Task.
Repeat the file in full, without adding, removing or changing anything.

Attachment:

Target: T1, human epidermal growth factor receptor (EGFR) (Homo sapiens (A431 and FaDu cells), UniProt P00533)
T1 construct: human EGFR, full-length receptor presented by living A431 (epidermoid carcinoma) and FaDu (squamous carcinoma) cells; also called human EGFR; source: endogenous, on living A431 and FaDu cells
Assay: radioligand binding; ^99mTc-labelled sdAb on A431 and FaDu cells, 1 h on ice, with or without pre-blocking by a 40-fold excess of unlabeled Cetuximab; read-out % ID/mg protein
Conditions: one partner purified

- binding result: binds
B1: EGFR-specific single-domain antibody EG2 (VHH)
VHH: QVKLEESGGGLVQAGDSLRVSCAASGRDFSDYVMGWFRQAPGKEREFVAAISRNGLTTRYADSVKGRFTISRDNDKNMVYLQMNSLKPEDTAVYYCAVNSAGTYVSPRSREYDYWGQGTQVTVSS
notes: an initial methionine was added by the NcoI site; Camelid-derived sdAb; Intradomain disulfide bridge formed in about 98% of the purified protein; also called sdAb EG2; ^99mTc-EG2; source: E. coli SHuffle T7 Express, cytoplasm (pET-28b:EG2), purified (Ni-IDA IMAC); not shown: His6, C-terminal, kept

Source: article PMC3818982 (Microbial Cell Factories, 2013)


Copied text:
Target: T1, human epidermal growth factor receptor (EGFR) (Homo sapiens (A431 and FaDu cells), UniProt P00533)
T1 construct: human EGFR, full-length receptor presented by living A431 (epidermoid carcinoma) and FaDu (squamous carcinoma) cells; also called human EGFR; source: endogenous, on living A431 and FaDu cells
Assay: radioligand binding; ^99mTc-labelled sdAb on A431 and FaDu cells, 1 h on ice, with or without pre-blocking by a 40-fold excess of unlabeled Cetuximab; read-out % ID/mg protein
Conditions: one partner purified

- binding result: binds
B1: EGFR-specific single-domain antibody EG2 (VHH)
VHH: QVKLEESGGGLVQAGDSLRVSCAASGRDFSDYVMGWFRQAPGKEREFVAAISRNGLTTRYADSVKGRFTISRDNDKNMVYLQMNSLKPEDTAVYYCAVNSAGTYVSPRSREYDYWGQGTQVTVSS
notes: an initial methionine was added by the NcoI site; Camelid-derived sdAb; Intradomain disulfide bridge formed in about 98% of the purified protein; also called sdAb EG2; ^99mTc-EG2; source: E. coli SHuffle T7 Express, cytoplasm (pET-28b:EG2), purified (Ni-IDA IMAC); not shown: His6, C-terminal, kept

Source: article PMC3818982 (Microbial Cell Factories, 2013)